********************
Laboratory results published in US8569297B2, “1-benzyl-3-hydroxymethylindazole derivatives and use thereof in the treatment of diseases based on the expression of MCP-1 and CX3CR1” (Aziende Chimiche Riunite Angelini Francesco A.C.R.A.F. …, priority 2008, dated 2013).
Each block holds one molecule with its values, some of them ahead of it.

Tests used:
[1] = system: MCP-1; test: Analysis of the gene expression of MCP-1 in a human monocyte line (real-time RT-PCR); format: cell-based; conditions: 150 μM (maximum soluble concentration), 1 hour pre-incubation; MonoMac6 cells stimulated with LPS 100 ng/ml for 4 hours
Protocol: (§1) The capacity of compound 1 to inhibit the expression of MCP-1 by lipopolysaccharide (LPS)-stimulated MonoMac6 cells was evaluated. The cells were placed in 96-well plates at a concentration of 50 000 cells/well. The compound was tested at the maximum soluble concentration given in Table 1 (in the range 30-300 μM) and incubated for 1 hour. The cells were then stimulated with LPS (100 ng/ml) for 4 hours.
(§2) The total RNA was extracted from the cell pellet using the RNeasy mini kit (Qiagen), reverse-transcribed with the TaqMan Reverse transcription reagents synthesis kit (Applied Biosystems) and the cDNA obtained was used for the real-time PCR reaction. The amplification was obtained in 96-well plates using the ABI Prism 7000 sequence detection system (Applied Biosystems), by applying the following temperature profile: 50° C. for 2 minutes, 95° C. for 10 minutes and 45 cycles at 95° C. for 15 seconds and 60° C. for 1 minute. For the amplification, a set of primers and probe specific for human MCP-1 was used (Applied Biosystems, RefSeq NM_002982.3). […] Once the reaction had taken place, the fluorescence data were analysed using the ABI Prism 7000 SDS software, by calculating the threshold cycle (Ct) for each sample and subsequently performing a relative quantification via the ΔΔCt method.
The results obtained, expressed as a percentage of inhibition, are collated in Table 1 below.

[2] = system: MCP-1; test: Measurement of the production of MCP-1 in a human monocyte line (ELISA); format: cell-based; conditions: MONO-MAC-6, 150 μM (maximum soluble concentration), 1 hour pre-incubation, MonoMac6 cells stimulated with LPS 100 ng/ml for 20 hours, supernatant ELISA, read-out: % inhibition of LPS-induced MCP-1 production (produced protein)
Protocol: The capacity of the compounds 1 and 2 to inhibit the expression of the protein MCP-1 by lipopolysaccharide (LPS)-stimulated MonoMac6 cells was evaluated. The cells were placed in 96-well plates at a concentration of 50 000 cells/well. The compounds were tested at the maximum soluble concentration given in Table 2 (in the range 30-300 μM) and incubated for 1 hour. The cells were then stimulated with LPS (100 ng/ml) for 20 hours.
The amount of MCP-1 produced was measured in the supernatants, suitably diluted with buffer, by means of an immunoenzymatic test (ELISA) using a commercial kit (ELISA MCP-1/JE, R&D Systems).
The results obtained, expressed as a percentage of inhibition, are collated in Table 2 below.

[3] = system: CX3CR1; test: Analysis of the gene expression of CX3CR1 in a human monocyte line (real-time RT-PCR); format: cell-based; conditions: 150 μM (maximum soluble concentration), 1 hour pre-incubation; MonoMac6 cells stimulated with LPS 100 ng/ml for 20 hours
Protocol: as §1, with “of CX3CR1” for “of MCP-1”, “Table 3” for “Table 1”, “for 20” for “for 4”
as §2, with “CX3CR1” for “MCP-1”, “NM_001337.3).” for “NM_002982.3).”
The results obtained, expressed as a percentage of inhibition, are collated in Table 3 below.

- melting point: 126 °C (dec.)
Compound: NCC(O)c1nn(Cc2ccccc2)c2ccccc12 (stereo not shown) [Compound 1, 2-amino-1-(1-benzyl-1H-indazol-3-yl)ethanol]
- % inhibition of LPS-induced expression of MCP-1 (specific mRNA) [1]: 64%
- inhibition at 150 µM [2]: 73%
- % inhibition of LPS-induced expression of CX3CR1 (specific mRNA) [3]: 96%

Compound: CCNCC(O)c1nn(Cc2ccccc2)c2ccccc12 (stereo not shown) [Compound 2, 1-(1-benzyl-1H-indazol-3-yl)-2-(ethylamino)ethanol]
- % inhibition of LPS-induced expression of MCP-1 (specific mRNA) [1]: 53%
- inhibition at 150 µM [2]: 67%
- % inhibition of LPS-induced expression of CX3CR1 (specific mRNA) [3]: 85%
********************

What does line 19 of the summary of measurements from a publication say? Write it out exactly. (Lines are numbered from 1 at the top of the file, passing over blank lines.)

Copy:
- inhibition at 150 µM [2]: 73%